African low-cost carrier fastjet has taken a significant step towards launching operations in Zambia after its new local business received an Air Service Permit (ASP) from the authorities in Zambia, which affords the airline authority to operate air services to both domestic and international destinations within and from Zambia.
The fastjet Zambia team is now continuing the submission of the necessary documents and manuals to complete the application process for an Air Operating Certificate (AOC) which will then allow the commencement of operations.
"We have been working tirelessly to roll out the fastjet model across the region and obtaining the ASP in Zambia is a really positive step forward. We still have to obtain the full AOC, but this vote of confidence from the authorities is a major step along that road,” said Ed Winter, interim chairman and chief executive officer, fastjet.
The timescale for the official take-off of the business will be dependent on the length of time taken for the authorities to review the AOC application documents. “We look forward to going on sale and commencing operations in Zambia once that process has been completed,” added Winter.
fastjet commenced the process of obtaining the necessary licences earlier this year. Receiving an ASP means that the Zambian Civil Aviation Authority and the Ministry of Transport has approved the business plan, aircraft choice and proposed structure of the planned airline as appropriate to operate in Zambia.
Zambia will be fastjet's second base from which it plans to operate low cost flights to various destinations in East and Southern Africa. Prices on regional routes from Zambia are currently very high especially and where a monopoly operator controls the route, fastjet is confident that its low cost model will stimulate the market.
Further expanding its African presence, fastjet has received permission from the Uganda Civil Aviation Authority to operate flights from Uganda to Juba, Nairobi, Kigali and Johannesburg with fifth freedom rights to its flights from Tanzania. However, the airline still require approvals from the relevant authorities in each country before it will be able to offer flights linking Entebbe with these destinations.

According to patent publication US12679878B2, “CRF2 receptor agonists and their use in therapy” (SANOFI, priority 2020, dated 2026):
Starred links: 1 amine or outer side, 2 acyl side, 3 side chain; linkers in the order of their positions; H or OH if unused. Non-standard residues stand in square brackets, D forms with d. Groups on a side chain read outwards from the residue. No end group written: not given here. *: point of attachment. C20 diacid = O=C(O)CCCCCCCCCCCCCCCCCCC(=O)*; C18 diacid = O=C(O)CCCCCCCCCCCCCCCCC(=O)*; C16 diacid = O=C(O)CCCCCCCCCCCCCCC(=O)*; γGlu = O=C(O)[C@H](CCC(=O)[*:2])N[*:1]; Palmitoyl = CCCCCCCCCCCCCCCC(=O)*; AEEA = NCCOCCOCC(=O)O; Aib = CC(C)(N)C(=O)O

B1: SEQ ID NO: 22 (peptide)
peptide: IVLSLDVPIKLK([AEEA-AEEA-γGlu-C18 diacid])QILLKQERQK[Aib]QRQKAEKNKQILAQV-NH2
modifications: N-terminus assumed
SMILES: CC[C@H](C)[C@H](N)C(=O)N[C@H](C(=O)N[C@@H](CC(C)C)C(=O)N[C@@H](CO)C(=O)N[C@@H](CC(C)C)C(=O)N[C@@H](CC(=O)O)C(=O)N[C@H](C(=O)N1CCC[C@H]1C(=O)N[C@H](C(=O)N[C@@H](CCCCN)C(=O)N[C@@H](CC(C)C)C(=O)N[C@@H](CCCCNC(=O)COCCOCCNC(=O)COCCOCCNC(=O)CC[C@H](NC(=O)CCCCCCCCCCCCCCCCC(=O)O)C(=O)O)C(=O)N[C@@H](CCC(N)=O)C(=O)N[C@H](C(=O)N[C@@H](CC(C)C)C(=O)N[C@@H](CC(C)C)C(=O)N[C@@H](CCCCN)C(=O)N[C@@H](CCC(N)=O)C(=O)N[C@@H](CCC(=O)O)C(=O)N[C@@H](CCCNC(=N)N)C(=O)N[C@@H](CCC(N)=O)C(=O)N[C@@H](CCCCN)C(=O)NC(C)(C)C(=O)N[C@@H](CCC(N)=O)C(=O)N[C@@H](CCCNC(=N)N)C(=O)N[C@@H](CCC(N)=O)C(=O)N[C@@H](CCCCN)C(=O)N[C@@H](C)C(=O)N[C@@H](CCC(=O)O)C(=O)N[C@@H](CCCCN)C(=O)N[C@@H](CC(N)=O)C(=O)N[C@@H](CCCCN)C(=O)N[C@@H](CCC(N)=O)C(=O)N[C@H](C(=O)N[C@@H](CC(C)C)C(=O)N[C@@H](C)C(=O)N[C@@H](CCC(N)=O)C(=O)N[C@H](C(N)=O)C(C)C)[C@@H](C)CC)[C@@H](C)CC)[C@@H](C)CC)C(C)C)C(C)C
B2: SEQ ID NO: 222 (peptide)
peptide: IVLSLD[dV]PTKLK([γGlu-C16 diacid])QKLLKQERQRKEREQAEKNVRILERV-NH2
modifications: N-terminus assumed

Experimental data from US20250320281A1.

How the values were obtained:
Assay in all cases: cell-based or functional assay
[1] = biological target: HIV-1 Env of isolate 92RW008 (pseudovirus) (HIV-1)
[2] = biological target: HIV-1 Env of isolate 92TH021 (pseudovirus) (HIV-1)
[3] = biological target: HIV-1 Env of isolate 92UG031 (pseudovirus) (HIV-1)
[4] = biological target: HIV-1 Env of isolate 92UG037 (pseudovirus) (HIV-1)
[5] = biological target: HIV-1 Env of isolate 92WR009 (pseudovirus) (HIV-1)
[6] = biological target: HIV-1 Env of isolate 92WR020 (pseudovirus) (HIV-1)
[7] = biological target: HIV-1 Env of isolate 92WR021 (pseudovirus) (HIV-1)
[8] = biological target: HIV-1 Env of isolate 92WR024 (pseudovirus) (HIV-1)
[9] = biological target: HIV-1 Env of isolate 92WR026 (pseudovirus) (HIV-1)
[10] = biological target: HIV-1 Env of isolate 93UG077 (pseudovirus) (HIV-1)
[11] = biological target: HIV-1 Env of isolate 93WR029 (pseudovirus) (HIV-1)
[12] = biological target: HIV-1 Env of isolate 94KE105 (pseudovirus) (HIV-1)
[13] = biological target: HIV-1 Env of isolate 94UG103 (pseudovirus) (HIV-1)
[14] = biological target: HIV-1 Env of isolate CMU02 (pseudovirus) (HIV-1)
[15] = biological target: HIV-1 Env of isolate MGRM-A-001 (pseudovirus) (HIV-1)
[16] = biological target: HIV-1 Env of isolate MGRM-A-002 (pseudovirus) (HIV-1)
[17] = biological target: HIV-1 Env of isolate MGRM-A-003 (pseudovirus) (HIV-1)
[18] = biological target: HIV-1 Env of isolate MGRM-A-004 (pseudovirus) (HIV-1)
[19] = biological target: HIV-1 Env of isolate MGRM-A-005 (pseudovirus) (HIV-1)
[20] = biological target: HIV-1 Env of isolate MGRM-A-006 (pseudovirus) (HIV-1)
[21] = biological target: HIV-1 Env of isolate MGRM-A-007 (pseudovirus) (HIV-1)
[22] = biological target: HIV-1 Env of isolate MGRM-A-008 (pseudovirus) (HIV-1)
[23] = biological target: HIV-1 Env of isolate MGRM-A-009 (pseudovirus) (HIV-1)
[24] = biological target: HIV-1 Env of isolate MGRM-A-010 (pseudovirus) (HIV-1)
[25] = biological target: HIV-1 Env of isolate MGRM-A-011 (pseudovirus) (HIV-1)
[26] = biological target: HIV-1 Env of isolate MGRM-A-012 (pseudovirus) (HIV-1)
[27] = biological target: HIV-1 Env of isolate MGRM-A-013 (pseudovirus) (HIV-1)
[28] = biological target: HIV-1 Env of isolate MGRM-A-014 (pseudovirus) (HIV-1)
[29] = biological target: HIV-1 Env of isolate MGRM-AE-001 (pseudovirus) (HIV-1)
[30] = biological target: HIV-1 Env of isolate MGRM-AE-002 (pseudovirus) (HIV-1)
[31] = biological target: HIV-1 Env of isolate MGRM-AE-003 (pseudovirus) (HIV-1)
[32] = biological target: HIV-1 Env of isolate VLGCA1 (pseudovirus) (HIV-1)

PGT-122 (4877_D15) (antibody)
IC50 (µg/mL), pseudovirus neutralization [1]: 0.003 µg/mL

fastjet commenced operations between Dar es Salaam and Entebbe in September 2014, and added additional flights the following month to meet demand. This new permission will further establish fastjet in the country and support the growth of its air connectivity following the closure of local carrier Ai Uganda.
Since Air Uganda ceased flying, the fares offered by other carriers for flights linking Uganda regionally have risen steadily, according to fastjet. "Fifth Freedom rights present a fantastic opportunity to increase the Tanzanian network, increasing aircraft utilisation and also establishing the fastjet brand in Uganda without the immediate establishment of a full Ugandan base," said Winter.
As part of its long-term development in Africa, fastjet in seeking to establish a pan-African operation with business ventures across the Continent. To support this structure the airline has now signed an agreement to enable Tanzanian participation in the ownership of its local venture, fastjet Airlines Limited.
The arrangement will bring total Tanzanian legal and beneficial ownership of the carrier to 51 per cent and is expected to benefit from entry into new markets and have greater access to more international African destinations through the various Bilateral Air Service Agreements to which Tanzania is a party.
According to fastjet, the arrangement will provide the near term benefit of local shareholding in Tanzania, but it will initiate the process of finding suitable long-term Tanzanian shareholders. This will support its ambition of having airline companies in strategic African jurisdictions which are part owned by nationals of the countries in which they are based to help in creating a truly pan-African airline.
Meanwhile, the fastjet board is in discussions with a number of potential funders, including industry partners and specialist African investors, with a view to investment both at the Group level and at the individual operating company level.
As set out in its interim results in September, until the contribution from operations exceeds central costs, there will be a requirement for additional funding for the Group. Furthermore, additional funding will be required for each significant phase of expansion including those mentioned in this story, as well as its near term working capital. The Company is aiming to complete this necessary funding by early in the New Year.